In the New York Post article written by Ken Scheve and David Stasavage, the co-authors of Taxing the Rich: A History of Fiscal Fairness in the United States and Europe, the real motivation behind opposition to the GOP tax bill is examined in light of their research.
To read the full article, please visit the Washington Post (Monkey Cage) webpage.
In the years since World War II, as the global geopolitical map was drawn and redrawn along ideological lines, the world witnessed ascension of many authoritarians. They often ruled for long stretches, but eventually most faced a political reckoning. The people they governed no longer accepted their authority and demanded change.
Patrick Chamorel, senior resident scholar at the Stanford Center in Washington DC, weighs in on the geopolitical impact of the French and UK elections in a Scholars' Circle interview. Joining the discussion are Jeroen Dewulf, associate professor of German at UC Berkeley and Mark Amsler, associate professor of European Languages and Literature at the University of Auckland.
Christophe Crombez, Stanford Senior Research Scholar at The Europe Center, talks about the global effects of Brexit on World Affairs
To listen to the conversation in its entirety, please visit the World Affairs' Conversations that Matter webpage.
The history of the Distinguished Visiting Austrian Chair Professor at Stanford begins with the U.S. Bicentennial in 1976, celebrating the 200th anniversary of the adoption of the Declaration of Independence. At this time, Austria wanted to make a gift to the United States – as did many other states – in order to demonstrate its appreciation for America’s support following the Second World War.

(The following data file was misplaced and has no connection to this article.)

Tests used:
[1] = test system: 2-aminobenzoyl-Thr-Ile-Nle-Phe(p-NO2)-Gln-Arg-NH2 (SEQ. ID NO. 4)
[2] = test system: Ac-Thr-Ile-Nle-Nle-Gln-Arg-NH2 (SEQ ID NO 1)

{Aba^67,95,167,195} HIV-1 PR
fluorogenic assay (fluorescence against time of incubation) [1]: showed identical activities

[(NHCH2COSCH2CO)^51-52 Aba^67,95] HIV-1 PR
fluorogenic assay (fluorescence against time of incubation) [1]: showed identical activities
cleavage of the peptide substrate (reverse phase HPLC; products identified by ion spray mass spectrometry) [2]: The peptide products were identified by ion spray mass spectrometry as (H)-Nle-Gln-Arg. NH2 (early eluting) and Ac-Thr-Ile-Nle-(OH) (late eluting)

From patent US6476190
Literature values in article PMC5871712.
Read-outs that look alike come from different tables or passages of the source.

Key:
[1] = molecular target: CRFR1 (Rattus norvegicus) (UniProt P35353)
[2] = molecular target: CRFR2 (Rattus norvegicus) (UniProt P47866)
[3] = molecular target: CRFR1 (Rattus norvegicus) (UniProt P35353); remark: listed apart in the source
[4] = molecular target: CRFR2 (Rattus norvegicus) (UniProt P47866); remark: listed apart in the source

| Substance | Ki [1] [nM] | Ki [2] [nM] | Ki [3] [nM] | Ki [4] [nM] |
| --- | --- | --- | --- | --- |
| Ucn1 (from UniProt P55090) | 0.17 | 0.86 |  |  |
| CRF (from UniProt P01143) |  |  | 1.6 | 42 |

The proclamation by the Austrian National Committee on the American Bicentennial reads as follows:
Jonathan Rodden started his academic career at MIT, and joined the Stanford political science faculty in 2007. In 2012, he founded the Stanford Spatial Social Science Lab, which is a center for research and teaching dedicated to the use of geo-spatial data in the social sciences.
What price do we pay for civilization? For Walter Scheidel, a professor of history and classics at Stanford, civilization has come at the cost of glaring economic inequality since the Stone Age. The sole exception, in his account, is widespread violence – wars, pandemics, civil unrest; only violent shocks like these have substantially reduced inequality over the millennia.
The Europe Center kicked off its winter quarter talks by continuing its series on the European Union. Andrew Moravcsik, Professor of Politics and International Affairs at Princeton University’s Woodrow Wilson School of Public and International Affairs and Director of the European Union Program at Princeton, spoke on the topic of "The European Crises."
Jonas Tallberg is Professor of Political Science at Stockholm University. His research interests are global governance and European Union politics. He currently directs the research program “Legitimacy in Global Governance” (LegGov), funded by Riksbankens Jubileumsfond.
At a recent European Security Initiative (ESI) lecture held at the GSB's Oberndorf Event Center, Sergey Kislyak, Russian Ambassador to the US, described US-Russia relations as being at its worse point since the end of the Cold War.
Ambassador Kislyak then went on to list the series of US actions that he believes led up to this.
Moderated by Michael McFaul, the Director of FSI, Professor of Political Science, and former US Ambassador to Russia, the lecture drew a large audience of over 200 students, faculty, staff and members of the public.
Christophe Crombez, Senior Research Scholar at The Europe Center, and Nick Bloom, Professor of Economics and Senior Fellow at SIEPR, explored the short-term and long-term consequences of Brexit and the future of the UK's relationship with Europe at a recent panel discussion titled "Brexit: What's Next for the UK and Europe." Ken Scheve, Professor of Political Science and the Director of The Europe Center, moderated the event.